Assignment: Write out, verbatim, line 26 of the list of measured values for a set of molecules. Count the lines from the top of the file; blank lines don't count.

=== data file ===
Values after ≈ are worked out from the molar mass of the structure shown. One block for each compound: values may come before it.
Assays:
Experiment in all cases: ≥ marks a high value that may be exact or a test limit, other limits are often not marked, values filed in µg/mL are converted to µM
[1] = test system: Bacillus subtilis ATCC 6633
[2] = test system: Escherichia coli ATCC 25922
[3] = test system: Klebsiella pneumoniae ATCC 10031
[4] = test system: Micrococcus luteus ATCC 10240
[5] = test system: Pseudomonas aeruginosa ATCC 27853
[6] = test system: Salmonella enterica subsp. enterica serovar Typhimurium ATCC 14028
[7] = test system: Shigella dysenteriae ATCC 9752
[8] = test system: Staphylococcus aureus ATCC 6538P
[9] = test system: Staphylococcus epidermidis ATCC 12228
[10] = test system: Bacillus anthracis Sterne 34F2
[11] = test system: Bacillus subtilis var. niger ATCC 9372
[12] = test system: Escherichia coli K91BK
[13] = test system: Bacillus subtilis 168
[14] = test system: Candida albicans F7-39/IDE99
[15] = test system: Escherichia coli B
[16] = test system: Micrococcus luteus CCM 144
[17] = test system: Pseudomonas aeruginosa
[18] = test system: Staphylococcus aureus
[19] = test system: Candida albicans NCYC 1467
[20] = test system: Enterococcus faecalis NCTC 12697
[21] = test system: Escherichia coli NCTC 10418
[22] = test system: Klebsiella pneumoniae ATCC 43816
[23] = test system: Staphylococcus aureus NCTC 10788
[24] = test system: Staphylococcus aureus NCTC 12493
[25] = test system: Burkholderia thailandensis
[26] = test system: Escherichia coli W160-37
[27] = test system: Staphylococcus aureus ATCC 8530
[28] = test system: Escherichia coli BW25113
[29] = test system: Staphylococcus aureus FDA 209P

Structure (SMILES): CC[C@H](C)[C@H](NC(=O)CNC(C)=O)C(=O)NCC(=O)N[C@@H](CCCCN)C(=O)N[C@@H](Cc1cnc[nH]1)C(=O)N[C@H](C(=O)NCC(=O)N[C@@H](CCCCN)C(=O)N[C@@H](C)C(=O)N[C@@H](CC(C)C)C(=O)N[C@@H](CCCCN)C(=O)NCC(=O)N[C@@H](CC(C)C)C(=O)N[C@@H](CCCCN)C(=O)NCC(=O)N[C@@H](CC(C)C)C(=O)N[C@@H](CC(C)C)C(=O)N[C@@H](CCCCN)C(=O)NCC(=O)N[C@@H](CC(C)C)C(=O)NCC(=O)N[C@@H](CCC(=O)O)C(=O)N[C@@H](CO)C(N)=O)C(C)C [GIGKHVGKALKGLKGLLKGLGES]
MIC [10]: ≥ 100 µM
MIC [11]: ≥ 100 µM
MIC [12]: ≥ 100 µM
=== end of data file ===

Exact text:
[23] = test system: Staphylococcus aureus NCTC 10788